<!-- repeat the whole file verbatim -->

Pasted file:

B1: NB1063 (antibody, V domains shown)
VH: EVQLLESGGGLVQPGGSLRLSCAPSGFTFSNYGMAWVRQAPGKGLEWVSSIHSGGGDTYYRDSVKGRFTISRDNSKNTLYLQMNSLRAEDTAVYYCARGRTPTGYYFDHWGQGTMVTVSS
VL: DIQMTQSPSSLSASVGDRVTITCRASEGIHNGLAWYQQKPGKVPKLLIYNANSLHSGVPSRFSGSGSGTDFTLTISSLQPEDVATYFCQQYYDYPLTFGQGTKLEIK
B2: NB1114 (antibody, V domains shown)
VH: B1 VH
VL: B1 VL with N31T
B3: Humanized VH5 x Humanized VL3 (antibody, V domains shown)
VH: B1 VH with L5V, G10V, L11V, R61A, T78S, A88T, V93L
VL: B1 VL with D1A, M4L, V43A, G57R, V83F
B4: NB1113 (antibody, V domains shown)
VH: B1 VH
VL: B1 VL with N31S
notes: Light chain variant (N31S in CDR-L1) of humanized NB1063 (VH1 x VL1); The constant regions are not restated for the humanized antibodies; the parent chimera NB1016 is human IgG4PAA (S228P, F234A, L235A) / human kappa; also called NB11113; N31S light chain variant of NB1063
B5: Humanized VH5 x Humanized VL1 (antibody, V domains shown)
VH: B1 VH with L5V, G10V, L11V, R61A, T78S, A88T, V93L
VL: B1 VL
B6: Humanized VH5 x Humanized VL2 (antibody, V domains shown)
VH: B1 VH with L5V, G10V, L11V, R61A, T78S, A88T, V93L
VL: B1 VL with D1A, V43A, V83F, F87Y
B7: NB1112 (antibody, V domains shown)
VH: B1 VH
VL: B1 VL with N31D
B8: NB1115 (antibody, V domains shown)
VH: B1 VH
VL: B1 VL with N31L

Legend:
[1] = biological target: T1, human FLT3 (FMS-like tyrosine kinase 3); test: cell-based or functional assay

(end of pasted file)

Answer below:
B1: NB1063 (antibody, V domains shown)
VH: EVQLLESGGGLVQPGGSLRLSCAPSGFTFSNYGMAWVRQAPGKGLEWVSSIHSGGGDTYYRDSVKGRFTISRDNSKNTLYLQMNSLRAEDTAVYYCARGRTPTGYYFDHWGQGTMVTVSS
VL: DIQMTQSPSSLSASVGDRVTITCRASEGIHNGLAWYQQKPGKVPKLLIYNANSLHSGVPSRFSGSGSGTDFTLTISSLQPEDVATYFCQQYYDYPLTFGQGTKLEIK
B2: NB1114 (antibody, V domains shown)
VH: B1 VH
VL: B1 VL with N31T
B3: Humanized VH5 x Humanized VL3 (antibody, V domains shown)
VH: B1 VH with L5V, G10V, L11V, R61A, T78S, A88T, V93L
VL: B1 VL with D1A, M4L, V43A, G57R, V83F
B4: NB1113 (antibody, V domains shown)
VH: B1 VH
VL: B1 VL with N31S
notes: Light chain variant (N31S in CDR-L1) of humanized NB1063 (VH1 x VL1); The constant regions are not restated for the humanized antibodies; the parent chimera NB1016 is human IgG4PAA (S228P, F234A, L235A) / human kappa; also called NB11113; N31S light chain variant of NB1063
B5: Humanized VH5 x Humanized VL1 (antibody, V domains shown)
VH: B1 VH with L5V, G10V, L11V, R61A, T78S, A88T, V93L
VL: B1 VL
B6: Humanized VH5 x Humanized VL2 (antibody, V domains shown)
VH: B1 VH with L5V, G10V, L11V, R61A, T78S, A88T, V93L
VL: B1 VL with D1A, V43A, V83F, F87Y
B7: NB1112 (antibody, V domains shown)
VH: B1 VH
VL: B1 VL with N31D
B8: NB1115 (antibody, V domains shown)
VH: B1 VH
VL: B1 VL with N31L

Legend:
[1] = biological target: T1, human FLT3 (FMS-like tyrosine kinase 3); test: cell-based or functional assay